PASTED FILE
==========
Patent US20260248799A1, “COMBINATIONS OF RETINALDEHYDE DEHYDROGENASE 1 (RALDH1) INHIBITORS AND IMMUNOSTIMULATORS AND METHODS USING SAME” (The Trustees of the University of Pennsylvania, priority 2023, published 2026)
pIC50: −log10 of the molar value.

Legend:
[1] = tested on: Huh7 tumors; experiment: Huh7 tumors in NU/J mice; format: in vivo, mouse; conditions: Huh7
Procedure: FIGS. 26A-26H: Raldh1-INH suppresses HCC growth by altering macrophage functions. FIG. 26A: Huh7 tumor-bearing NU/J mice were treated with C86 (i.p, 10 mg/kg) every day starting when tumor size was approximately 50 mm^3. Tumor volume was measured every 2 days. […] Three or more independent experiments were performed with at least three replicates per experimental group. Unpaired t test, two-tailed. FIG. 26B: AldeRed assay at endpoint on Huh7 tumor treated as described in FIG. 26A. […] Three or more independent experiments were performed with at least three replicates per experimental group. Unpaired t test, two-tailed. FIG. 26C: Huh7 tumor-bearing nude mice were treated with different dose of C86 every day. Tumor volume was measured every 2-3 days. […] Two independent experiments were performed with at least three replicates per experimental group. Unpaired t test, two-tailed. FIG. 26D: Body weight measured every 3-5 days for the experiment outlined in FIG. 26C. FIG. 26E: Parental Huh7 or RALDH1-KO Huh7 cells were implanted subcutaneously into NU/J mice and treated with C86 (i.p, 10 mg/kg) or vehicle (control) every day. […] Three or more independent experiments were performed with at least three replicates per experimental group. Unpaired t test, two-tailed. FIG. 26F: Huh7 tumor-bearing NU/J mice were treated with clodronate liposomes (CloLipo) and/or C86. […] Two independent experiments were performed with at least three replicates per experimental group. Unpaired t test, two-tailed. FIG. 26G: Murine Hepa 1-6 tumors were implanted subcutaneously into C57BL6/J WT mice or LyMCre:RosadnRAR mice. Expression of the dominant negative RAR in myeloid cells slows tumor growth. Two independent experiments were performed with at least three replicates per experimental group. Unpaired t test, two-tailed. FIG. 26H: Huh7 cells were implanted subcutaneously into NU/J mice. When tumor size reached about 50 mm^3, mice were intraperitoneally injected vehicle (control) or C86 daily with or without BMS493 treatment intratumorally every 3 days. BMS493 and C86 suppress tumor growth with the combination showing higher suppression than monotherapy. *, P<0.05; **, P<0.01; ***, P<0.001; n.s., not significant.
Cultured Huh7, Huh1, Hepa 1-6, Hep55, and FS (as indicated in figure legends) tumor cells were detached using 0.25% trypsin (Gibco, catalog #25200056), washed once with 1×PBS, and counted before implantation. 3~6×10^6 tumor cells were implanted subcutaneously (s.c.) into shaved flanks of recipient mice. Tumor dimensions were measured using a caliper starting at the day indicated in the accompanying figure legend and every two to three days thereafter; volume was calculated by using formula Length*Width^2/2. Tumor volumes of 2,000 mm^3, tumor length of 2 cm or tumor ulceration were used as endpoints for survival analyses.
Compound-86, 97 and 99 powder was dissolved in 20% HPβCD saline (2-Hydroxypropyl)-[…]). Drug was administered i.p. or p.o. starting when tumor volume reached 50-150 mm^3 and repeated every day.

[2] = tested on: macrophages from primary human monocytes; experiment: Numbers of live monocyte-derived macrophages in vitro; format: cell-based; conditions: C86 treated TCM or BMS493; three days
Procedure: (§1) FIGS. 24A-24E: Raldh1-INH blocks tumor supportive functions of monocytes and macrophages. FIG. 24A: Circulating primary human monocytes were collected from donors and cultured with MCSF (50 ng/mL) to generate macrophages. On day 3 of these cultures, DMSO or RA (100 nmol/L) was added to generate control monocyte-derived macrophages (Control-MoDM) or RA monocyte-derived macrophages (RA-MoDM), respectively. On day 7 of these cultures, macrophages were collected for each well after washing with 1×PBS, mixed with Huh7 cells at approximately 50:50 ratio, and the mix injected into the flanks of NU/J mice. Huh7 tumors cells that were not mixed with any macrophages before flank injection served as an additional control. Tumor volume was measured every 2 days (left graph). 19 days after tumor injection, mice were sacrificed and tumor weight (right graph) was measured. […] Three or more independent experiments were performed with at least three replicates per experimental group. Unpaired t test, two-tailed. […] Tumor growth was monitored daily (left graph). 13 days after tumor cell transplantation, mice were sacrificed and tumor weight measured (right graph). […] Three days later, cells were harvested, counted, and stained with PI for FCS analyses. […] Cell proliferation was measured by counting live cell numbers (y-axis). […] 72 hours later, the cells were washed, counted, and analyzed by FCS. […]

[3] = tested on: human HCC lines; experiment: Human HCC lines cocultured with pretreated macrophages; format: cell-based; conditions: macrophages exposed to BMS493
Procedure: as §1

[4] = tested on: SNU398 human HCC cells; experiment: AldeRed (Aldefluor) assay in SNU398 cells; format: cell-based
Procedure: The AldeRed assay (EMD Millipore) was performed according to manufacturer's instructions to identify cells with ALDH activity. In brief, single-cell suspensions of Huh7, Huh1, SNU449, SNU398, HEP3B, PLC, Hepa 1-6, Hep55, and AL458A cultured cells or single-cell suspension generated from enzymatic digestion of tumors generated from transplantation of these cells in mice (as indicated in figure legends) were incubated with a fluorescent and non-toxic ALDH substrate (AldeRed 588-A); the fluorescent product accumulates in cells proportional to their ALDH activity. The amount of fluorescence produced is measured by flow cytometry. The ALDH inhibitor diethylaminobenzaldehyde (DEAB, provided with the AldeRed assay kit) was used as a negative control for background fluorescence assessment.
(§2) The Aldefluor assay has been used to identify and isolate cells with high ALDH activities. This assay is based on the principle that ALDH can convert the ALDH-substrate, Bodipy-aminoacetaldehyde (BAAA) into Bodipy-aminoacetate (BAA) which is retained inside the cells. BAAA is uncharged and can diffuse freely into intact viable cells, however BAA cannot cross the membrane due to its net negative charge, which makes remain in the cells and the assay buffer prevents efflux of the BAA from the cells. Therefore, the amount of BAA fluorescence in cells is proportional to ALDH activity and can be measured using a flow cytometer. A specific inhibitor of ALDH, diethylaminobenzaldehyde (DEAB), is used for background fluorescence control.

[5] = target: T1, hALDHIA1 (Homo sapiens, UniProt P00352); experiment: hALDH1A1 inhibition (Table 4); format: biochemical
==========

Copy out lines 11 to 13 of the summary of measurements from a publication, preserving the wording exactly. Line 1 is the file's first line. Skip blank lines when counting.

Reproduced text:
Procedure: as §1

[4] = tested on: SNU398 human HCC cells; experiment: AldeRed (Aldefluor) assay in SNU398 cells; format: cell-based
Procedure: The AldeRed assay (EMD Millipore) was performed according to manufacturer's instructions to identify cells with ALDH activity. In brief, single-cell suspensions of Huh7, Huh1, SNU449, SNU398, HEP3B, PLC, Hepa 1-6, Hep55, and AL458A cultured cells or single-cell suspension generated from enzymatic digestion of tumors generated from transplantation of these cells in mice (as indicated in figure legends) were incubated with a fluorescent and non-toxic ALDH substrate (AldeRed 588-A); the fluorescent product accumulates in cells proportional to their ALDH activity. The amount of fluorescence produced is measured by flow cytometry. The ALDH inhibitor diethylaminobenzaldehyde (DEAB, provided with the AldeRed assay kit) was used as a negative control for background fluorescence assessment.